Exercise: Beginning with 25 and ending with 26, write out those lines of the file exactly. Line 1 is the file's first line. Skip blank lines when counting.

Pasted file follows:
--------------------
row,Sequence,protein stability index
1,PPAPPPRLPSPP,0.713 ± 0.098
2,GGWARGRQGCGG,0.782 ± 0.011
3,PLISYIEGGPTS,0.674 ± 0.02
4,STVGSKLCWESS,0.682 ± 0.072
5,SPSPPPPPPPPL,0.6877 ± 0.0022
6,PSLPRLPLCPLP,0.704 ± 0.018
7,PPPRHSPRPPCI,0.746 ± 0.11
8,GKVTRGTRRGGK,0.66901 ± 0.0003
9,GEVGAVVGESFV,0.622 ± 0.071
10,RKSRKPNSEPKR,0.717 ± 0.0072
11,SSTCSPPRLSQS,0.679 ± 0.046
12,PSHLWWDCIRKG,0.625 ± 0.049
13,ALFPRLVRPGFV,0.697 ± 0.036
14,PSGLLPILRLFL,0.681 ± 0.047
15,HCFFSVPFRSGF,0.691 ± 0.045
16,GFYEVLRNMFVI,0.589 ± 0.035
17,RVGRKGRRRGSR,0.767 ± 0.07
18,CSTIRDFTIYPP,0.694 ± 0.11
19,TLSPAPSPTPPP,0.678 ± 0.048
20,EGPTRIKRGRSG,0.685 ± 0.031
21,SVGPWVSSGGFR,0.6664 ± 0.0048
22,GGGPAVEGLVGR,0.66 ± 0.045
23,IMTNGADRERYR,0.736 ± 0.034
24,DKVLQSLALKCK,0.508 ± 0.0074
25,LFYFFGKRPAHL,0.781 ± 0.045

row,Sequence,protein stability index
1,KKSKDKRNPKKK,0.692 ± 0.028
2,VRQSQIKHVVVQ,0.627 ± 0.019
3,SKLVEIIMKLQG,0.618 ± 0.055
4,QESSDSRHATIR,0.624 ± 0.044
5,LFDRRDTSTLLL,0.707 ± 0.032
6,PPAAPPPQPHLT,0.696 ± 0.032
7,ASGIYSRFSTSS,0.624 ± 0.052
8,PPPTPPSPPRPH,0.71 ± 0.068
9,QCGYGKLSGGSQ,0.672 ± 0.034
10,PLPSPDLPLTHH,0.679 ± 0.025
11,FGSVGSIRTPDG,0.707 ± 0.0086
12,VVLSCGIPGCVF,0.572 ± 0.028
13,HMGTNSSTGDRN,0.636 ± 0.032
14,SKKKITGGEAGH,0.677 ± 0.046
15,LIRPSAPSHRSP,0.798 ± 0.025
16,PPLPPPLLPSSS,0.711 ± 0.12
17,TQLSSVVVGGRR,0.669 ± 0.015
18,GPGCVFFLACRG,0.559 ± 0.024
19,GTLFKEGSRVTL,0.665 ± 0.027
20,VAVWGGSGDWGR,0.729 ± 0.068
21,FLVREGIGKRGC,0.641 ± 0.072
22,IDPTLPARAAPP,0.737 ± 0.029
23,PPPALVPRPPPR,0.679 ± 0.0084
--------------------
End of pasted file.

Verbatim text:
24,DKVLQSLALKCK,0.508 ± 0.0074
25,LFYFFGKRPAHL,0.781 ± 0.045